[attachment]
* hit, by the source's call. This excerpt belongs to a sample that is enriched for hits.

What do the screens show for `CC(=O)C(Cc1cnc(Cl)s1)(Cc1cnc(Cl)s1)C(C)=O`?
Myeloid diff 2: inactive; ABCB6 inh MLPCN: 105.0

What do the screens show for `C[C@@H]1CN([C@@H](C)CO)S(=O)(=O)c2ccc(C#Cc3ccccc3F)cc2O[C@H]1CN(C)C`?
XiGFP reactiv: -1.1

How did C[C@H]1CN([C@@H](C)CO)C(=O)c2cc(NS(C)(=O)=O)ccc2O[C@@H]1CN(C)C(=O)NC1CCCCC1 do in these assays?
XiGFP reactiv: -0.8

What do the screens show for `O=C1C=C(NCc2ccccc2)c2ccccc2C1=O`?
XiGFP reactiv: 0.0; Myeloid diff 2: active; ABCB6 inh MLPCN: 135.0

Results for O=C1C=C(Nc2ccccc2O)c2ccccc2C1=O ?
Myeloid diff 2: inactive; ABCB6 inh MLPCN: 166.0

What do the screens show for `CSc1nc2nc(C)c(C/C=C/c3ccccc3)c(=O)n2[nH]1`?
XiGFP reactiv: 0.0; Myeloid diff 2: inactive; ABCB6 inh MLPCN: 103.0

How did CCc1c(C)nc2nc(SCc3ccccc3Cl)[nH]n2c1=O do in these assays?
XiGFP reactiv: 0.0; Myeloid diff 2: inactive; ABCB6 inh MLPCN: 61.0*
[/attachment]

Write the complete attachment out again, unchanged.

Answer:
* hit, by the source's call. This excerpt belongs to a sample that is enriched for hits.

What do the screens show for `CC(=O)C(Cc1cnc(Cl)s1)(Cc1cnc(Cl)s1)C(C)=O`?
Myeloid diff 2: inactive; ABCB6 inh MLPCN: 105.0

What do the screens show for `C[C@@H]1CN([C@@H](C)CO)S(=O)(=O)c2ccc(C#Cc3ccccc3F)cc2O[C@H]1CN(C)C`?
XiGFP reactiv: -1.1

How did C[C@H]1CN([C@@H](C)CO)C(=O)c2cc(NS(C)(=O)=O)ccc2O[C@@H]1CN(C)C(=O)NC1CCCCC1 do in these assays?
XiGFP reactiv: -0.8

What do the screens show for `O=C1C=C(NCc2ccccc2)c2ccccc2C1=O`?
XiGFP reactiv: 0.0; Myeloid diff 2: active; ABCB6 inh MLPCN: 135.0

Results for O=C1C=C(Nc2ccccc2O)c2ccccc2C1=O ?
Myeloid diff 2: inactive; ABCB6 inh MLPCN: 166.0

What do the screens show for `CSc1nc2nc(C)c(C/C=C/c3ccccc3)c(=O)n2[nH]1`?
XiGFP reactiv: 0.0; Myeloid diff 2: inactive; ABCB6 inh MLPCN: 103.0

How did CCc1c(C)nc2nc(SCc3ccccc3Cl)[nH]n2c1=O do in these assays?
XiGFP reactiv: 0.0; Myeloid diff 2: inactive; ABCB6 inh MLPCN: 61.0*